(newbie question) Briefly: In a converter (let's say DC-DC), I want to dictate a voltage to the output of solar panel, on the fly.

As I look around online, for example in some IEEE papers, Buck or Boost converters are used to regulate the second stage: the charging current and voltage. I studied them a bit. But I don't understand: Does changing their duty cycle, regulate their input voltage too? If not, what kind of IC regulates input, based on given duty cycle? Please note that I don't want an on-chip MPPT solution. But to regulate the input of my converter i.e. the output of the solar panel. A microprocessor will specify the voltage of solar panel, through PWM duty cycles.

Going through the products of T.I. or Linear I did not find such an Item.

Solar panel's typical power output would be in the range of 5w...

In this project, it is not important what the charging voltage (second stage) is, actually.

I'll gladly edit, clarify or rephrase the question or title, if you see a problem.

  • \$\begingroup\$ Charles Cowie gave a very good anwer. For products, most of reseachers used their homemade DCDC for MPPT control, because it is more flexible. You can read my papers: "An Improved Beta Method With Autoscaling Factor for Photovoltaic System", ieeexplore.ieee.org/document/7498594. I gave the components that I used. \$\endgroup\$ – Lecio Jan 23 '17 at 12:46

Solar panel output voltage and current can not be controlled or dictated. The output is determined by the amount of sunlight received and the characteristics of the connected load. The solar panel output is the voltage and current where the load line intersects the solar panel V vs I curve as shown below. The load is assumed to be a fixed resistor. The buck or boost converter will draw a certain current with a certain input voltage. Depending on the load connected to the converter, in may be able to adjust itself to track the maximum power point. However, it will be limited by the ability of the load to safely and usefully absorb the available power.

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  • \$\begingroup\$ Thank you sir for answering. After reading this answer, I think that I should look for the right setting of converter and battery, instead of looking for input regulated converters. \$\endgroup\$ – Makan Tayebi Nov 25 '16 at 14:05

If I have understood your question correctly, you have a micro that outputs a PWM signal, and you want a switching converter that regulates its input voltage in proportion to this PWM signal.

First I just want to make sure you understand that, if you are regulating the input voltage / current of a switcher, the output will be what it may. For this reason, the only place that I have seen converters that regulate based on feedback from their input rather than their output are battery chargers. The output current to the battery - assuming it is not too high for safe charging - is a free variable in this case. Anyways, the LT3652 is a battery charger IC that has this functionality out of the box.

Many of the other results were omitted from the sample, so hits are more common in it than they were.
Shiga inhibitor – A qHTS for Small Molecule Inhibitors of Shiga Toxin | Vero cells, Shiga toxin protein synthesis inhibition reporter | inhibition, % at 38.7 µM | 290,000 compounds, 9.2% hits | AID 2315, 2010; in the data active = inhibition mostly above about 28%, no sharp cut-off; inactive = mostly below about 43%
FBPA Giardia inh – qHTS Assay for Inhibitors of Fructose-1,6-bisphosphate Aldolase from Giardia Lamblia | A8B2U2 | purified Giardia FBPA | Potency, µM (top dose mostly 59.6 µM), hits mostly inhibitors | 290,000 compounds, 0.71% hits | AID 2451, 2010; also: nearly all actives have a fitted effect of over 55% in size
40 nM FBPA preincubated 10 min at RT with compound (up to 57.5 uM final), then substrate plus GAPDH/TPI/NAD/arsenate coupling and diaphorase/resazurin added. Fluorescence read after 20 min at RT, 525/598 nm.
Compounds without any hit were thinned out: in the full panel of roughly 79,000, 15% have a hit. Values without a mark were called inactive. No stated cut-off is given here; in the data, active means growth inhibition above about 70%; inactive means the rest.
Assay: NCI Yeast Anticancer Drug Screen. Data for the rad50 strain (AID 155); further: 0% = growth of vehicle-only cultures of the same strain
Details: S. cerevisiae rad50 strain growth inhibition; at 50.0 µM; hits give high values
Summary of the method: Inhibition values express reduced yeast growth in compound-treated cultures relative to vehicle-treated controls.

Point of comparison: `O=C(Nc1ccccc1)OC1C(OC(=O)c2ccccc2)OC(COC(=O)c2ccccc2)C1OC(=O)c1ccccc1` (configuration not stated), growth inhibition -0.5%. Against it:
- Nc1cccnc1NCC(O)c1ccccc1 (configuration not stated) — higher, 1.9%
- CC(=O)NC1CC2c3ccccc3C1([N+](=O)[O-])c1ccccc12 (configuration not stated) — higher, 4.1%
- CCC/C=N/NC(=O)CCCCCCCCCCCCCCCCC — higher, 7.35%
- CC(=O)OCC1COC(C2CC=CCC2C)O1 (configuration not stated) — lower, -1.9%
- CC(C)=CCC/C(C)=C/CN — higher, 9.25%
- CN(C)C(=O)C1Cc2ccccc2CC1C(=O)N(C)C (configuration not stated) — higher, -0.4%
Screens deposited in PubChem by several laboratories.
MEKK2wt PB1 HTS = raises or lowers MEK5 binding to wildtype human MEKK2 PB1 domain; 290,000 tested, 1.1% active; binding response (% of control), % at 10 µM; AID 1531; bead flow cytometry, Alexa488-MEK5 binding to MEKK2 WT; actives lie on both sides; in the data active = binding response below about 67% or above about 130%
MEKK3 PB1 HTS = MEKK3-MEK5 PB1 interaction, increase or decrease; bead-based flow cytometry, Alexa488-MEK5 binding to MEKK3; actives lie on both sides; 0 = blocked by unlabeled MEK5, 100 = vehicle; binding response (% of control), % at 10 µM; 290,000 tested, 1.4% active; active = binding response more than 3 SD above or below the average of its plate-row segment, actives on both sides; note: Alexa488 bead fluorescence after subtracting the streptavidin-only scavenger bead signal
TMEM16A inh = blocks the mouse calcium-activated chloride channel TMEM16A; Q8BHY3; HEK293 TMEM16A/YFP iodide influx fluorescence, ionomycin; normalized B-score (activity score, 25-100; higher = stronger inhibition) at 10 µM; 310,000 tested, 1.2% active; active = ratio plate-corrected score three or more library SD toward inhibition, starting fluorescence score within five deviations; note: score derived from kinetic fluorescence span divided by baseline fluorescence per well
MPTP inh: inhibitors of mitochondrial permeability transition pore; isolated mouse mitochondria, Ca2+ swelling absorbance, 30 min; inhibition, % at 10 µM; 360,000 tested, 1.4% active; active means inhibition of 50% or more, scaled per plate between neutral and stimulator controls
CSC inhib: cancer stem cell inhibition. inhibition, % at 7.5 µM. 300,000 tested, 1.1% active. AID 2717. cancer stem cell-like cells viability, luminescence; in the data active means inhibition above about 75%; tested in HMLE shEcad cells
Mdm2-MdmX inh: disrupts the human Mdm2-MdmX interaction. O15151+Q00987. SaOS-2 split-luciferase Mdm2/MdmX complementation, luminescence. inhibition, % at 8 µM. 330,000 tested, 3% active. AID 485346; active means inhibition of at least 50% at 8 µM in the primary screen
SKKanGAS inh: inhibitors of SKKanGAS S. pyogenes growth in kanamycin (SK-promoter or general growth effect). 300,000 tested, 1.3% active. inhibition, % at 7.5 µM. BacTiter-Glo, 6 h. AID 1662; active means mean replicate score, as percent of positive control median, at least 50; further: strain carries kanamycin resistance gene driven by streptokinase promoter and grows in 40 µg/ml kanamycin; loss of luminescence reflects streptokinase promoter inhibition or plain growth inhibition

The other side of the problem is finding a way to condition the PWM output from your micro to manipulate the behavior of your switcher. The LT3652, for example, works by servoing the the VIN_REG pin to a reference voltage of 2.7V. By using some appropriate op-amp circuits, you could use the filtered PWM signal to introduce an offset on this pin and thereby shift the VIN target.

I've not given all the design details here, by a long shot, but perhaps this gives you a few ideas...

  • \$\begingroup\$ Thanks for the answer. Yes that is my question. I actually looked at the LT3652, but the evaluation board that it comes in, hard wires the VIN_REG pin to a resistor voltage divider. To change that, I should tweak the board, which is not my first option. Since Microprocessor based MPPTs are not that uncommon, I expected to see more input regulated converters in the market. Is it the case that input regulation is not even necessary for MPPT? \$\endgroup\$ – Makan Tayebi Nov 25 '16 at 13:54
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    \$\begingroup\$ That's an interesting question. Theoretically, input regulation is not necessary to implement an MPPT algorithm of sorts. The micro could monitor the input and feedback to a normal (output regulating) switcher to servo the input to a desired (maximum power) operating point. However, because the relationship between the output and input states are generally not known, and may vary considerably depending on environmental variables, you may find it difficult to design such a loop. Then again, maybe not... I don't know too much about this subject. \$\endgroup\$ – user49628 Nov 28 '16 at 17:02

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